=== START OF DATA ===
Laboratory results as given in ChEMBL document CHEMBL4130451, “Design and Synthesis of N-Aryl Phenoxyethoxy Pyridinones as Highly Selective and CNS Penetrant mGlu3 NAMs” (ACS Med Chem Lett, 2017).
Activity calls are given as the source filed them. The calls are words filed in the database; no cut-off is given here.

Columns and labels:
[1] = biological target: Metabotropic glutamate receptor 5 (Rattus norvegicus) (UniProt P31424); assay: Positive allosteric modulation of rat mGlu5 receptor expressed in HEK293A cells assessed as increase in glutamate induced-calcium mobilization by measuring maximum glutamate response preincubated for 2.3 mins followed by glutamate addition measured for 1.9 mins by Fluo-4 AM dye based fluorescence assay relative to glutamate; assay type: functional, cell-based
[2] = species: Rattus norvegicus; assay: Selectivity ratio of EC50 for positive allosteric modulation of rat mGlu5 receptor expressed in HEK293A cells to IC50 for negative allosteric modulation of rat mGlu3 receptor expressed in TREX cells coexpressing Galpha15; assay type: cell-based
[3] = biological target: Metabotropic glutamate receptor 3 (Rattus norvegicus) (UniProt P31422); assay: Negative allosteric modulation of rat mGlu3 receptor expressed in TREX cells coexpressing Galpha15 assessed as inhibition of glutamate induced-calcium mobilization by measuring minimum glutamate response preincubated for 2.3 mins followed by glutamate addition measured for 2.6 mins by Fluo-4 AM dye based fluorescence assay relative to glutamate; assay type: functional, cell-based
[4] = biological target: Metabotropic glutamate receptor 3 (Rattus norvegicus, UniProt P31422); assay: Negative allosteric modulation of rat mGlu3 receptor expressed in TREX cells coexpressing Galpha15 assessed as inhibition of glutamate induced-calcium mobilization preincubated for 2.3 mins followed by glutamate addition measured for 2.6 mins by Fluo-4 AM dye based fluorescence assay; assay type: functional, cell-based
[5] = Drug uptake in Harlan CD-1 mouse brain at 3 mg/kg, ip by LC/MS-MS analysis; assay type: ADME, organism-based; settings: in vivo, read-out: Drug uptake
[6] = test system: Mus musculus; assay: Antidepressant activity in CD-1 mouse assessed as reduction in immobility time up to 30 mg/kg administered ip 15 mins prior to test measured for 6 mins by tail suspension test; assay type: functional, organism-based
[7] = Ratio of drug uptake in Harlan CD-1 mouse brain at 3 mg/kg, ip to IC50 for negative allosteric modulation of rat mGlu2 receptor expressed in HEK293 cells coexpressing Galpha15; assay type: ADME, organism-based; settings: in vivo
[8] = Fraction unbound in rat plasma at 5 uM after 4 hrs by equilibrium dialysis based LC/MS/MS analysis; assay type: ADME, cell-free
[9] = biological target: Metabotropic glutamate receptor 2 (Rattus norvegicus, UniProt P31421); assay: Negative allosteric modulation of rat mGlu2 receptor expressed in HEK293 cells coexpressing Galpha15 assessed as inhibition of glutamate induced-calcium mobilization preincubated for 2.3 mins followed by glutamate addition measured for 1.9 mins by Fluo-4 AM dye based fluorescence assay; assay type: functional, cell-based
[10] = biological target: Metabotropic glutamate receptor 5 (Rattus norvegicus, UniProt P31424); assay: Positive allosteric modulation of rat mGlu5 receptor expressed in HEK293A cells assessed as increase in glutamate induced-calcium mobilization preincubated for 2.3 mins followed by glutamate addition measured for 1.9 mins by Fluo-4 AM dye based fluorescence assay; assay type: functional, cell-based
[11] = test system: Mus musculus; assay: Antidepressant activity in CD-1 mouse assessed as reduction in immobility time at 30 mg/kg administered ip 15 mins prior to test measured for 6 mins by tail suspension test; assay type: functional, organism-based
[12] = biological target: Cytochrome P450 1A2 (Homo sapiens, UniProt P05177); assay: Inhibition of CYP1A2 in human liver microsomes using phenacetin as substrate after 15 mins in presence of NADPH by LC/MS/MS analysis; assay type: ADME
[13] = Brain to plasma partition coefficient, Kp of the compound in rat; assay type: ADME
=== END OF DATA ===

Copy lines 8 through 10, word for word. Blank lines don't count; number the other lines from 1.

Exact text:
[5] = Drug uptake in Harlan CD-1 mouse brain at 3 mg/kg, ip by LC/MS-MS analysis; assay type: ADME, organism-based; settings: in vivo, read-out: Drug uptake
[6] = test system: Mus musculus; assay: Antidepressant activity in CD-1 mouse assessed as reduction in immobility time up to 30 mg/kg administered ip 15 mins prior to test measured for 6 mins by tail suspension test; assay type: functional, organism-based
[7] = Ratio of drug uptake in Harlan CD-1 mouse brain at 3 mg/kg, ip to IC50 for negative allosteric modulation of rat mGlu2 receptor expressed in HEK293 cells coexpressing Galpha15; assay type: ADME, organism-based; settings: in vivo